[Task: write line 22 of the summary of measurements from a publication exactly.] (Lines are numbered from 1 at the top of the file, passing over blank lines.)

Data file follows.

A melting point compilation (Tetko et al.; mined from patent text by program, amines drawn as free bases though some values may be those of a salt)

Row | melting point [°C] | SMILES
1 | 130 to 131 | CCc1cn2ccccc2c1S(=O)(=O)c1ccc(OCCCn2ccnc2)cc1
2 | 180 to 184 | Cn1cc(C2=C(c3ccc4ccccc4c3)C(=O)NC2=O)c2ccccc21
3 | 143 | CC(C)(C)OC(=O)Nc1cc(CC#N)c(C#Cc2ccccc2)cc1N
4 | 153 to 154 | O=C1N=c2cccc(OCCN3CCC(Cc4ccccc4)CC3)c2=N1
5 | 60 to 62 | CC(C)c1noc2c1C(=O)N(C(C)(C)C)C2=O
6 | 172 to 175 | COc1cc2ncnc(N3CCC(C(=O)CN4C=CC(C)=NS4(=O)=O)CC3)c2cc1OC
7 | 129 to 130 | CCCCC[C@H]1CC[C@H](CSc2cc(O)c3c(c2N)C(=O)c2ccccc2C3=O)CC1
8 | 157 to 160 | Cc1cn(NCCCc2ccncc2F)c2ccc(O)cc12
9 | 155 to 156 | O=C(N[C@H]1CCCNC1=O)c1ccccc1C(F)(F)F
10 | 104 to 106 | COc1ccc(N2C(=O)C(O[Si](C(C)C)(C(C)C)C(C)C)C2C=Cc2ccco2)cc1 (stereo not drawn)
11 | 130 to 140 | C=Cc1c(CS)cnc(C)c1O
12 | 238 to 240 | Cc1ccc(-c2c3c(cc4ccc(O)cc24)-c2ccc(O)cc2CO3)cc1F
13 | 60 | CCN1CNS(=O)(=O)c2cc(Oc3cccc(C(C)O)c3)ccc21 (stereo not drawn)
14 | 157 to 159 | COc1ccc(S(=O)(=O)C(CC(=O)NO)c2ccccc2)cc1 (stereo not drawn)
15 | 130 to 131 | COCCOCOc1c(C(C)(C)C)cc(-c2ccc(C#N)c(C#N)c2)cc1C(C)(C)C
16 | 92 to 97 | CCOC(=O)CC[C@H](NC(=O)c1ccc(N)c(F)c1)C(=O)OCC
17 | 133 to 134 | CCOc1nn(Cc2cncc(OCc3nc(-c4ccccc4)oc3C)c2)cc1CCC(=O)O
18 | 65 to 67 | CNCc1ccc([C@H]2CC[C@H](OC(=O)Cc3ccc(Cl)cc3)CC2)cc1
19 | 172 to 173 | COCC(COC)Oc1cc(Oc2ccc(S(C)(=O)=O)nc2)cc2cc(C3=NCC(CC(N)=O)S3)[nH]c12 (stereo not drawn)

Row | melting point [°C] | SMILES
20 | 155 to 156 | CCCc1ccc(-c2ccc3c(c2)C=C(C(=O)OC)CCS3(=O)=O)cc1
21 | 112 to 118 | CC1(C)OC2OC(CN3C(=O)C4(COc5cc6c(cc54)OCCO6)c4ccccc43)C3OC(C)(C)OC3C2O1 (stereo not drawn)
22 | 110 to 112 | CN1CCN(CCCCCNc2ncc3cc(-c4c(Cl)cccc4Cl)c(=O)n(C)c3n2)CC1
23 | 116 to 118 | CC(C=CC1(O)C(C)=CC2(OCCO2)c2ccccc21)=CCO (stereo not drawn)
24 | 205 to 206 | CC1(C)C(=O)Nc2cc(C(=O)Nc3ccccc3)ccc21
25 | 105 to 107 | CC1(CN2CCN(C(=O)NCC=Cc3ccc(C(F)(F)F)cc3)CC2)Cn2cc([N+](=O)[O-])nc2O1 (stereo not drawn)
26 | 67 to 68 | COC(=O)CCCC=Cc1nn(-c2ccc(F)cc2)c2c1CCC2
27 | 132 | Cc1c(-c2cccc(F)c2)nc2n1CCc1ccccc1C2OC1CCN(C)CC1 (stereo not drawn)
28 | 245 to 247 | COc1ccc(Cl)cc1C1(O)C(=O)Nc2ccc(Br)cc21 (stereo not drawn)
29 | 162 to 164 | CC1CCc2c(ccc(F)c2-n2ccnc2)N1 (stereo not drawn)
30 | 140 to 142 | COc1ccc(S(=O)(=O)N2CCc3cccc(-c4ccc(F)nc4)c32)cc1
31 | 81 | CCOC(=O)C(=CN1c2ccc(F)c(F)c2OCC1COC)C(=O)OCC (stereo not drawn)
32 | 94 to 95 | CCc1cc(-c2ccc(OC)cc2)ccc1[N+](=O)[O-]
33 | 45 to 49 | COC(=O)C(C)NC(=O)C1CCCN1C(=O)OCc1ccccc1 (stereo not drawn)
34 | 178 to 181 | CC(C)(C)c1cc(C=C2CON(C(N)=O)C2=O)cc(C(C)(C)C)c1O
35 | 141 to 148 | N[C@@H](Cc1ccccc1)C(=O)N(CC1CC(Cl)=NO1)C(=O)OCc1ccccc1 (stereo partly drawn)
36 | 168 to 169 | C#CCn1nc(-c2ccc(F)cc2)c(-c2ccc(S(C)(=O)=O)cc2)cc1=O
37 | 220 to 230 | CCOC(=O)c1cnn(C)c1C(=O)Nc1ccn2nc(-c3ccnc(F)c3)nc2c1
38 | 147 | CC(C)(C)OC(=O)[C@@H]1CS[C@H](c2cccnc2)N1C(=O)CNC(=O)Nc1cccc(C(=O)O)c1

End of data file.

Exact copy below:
Row | melting point [°C] | SMILES